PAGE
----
America’s clandestine army will resort to drone warfare to assert control over the African resources. Although the U.S. and its allies have financially and materially supported Al-Qaida-linked mercenaries to topple the Libyan government and are operating in the same fashion in Syria, we are told that the “counter terror effort indicates that the administration has been worried for some time about a growing threat posed by Al Qaeda and its offshoots in North Africa.” (Dozier, op.cit.)

Although the Pentagon assures that “[t]here are no plans at this stage for unilateral U.S. military operations”, the article states quite to the contrary that a unilateral drone warfare is what awaits Africans:

Delta Force group will form the backbone of a military task force responsible for combating al-Qaida and other terrorist groups across the region with an arsenal that includes drones. But first, it will work to win acceptance by helping North African nations build their own special operations and counter terror units. (Ibid.)

The hypocritical discourse that follows indicates in which African states the“free flow of natural resources to the global market” and “access to hydrocarbons and other strategic resources” will be protected under the “War on Terror” pretext:

The Obama administration has been concerned about the growing power and influence of al-Qaida offshoots in Yemen, Somalia, Iraq and North Africa. Only the Yemeni branch has tried to attack American territory directly so far, with a series of thwarted bomb plots aimed at U.S.-bound aircraft. A Navy SEAL task force set up in 2009 has used a combination of raids and drone strikes to fight militants in Yemen and Somalia, working together with the CIA and local forces.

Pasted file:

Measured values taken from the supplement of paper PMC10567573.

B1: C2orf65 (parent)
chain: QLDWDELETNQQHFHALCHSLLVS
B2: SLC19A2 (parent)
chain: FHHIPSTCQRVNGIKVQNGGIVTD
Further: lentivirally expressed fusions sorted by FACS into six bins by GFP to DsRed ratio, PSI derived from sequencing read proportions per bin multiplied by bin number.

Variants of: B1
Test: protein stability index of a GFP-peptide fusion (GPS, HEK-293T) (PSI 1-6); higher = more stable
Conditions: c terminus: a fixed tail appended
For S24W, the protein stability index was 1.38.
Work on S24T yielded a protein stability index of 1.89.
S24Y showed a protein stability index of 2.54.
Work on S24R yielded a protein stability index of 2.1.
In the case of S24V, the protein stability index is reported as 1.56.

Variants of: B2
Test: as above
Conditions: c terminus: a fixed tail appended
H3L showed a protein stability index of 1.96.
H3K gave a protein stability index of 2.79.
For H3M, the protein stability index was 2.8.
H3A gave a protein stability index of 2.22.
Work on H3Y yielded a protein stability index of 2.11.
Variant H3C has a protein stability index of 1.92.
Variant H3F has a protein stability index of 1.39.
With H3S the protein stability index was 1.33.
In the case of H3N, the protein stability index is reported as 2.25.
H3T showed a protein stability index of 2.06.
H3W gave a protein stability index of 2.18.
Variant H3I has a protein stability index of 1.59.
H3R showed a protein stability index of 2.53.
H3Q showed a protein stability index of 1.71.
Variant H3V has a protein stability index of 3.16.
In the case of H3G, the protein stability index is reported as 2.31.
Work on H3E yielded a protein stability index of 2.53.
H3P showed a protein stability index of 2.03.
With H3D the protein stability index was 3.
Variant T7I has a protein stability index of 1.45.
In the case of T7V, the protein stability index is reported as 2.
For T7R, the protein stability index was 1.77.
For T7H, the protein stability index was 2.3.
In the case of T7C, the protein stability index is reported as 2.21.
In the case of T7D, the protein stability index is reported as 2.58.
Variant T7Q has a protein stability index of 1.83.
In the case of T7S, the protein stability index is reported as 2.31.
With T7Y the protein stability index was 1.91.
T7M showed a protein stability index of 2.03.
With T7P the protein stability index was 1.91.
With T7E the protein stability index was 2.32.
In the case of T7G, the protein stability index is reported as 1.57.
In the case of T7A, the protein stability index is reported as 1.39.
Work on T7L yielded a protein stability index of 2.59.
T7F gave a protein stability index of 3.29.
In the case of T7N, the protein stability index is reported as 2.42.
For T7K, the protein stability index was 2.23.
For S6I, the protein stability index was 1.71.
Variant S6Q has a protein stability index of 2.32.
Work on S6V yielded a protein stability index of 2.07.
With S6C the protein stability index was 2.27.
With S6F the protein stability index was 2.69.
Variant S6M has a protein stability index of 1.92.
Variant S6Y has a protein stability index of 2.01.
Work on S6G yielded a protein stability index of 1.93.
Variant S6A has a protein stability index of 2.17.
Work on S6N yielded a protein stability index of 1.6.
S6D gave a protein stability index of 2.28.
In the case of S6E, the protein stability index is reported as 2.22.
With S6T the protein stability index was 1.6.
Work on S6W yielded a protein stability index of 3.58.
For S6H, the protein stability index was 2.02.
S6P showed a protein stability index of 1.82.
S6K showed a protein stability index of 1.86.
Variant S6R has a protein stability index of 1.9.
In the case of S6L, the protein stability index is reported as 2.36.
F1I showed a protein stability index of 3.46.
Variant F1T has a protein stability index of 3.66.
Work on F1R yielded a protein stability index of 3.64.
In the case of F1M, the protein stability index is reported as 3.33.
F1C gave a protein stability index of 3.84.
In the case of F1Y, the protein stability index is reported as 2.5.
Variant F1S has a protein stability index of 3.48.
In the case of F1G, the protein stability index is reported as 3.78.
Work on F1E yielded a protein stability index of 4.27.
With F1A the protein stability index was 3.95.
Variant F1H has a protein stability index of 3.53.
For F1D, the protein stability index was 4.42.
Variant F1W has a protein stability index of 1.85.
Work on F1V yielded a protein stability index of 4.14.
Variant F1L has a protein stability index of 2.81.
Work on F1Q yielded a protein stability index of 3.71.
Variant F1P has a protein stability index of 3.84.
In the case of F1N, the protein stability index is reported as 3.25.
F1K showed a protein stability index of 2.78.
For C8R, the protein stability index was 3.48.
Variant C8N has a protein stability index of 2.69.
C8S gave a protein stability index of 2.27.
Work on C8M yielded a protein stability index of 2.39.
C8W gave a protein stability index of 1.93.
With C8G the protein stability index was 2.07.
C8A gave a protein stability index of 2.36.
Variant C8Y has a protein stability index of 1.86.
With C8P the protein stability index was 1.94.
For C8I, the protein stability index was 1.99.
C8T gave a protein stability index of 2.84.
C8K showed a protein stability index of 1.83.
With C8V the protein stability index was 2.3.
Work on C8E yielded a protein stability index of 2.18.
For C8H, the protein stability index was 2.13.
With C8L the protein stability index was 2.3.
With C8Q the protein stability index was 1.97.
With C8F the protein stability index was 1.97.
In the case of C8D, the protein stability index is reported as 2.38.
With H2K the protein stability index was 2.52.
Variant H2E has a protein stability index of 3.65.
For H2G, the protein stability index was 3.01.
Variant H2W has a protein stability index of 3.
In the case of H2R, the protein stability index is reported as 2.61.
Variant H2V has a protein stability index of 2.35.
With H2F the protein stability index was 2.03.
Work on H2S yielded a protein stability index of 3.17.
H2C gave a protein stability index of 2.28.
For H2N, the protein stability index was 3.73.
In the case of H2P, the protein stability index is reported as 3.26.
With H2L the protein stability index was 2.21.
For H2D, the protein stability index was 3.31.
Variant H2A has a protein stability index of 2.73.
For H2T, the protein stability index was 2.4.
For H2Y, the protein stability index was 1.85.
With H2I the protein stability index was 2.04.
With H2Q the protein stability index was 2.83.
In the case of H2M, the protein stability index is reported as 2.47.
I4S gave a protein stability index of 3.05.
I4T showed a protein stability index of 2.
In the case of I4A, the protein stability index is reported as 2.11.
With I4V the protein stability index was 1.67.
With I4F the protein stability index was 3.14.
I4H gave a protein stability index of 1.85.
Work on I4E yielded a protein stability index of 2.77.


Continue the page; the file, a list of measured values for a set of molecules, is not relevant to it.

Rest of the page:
The new task force would work in much the same way to combat al-Qaida’s North African affiliates, which are growing in numbers and are awash in weapons from post-revolutionary Libya’s looted stockpiles. They are well-funded by a criminal network trafficking in drugs and hostages.

Al-Qaida in the Islamic Maghreb or AQIM, and Nigerian-based extremist sect Boko Haram are arguably the two largest and most dangerous affiliates.

The top State Department official for African affairs said Tuesday that the militants in Mali “must be dealt with through security and military means.” (Ibid.)

And even though we are told there are “no plans at this stage for unilateral U.S. military operations”, Johnnie Carson, the U.S. assistant secretary of state for African affairs seems to contradict this claim by saying “any military action up there must indeed be well planned, well organized, well resourced and well thought through” and, how thoughtful, “be agreed upon by those who are going to be most affected by it.” (Ibid.)


Articles by: Julie Lévesque

About the author:

Julie Lévesque is a journalist and researcher with the Centre for Research on Globalization (CRG), Montreal. She was among the first independent journalists to visit Haiti in the wake of the January 2010 earthquake. In 2011, she was on board "The Spirit of Rachel Corrie", the only humanitarian vessel which penetrated Gaza territorial waters before being shot at by the Israeli Navy.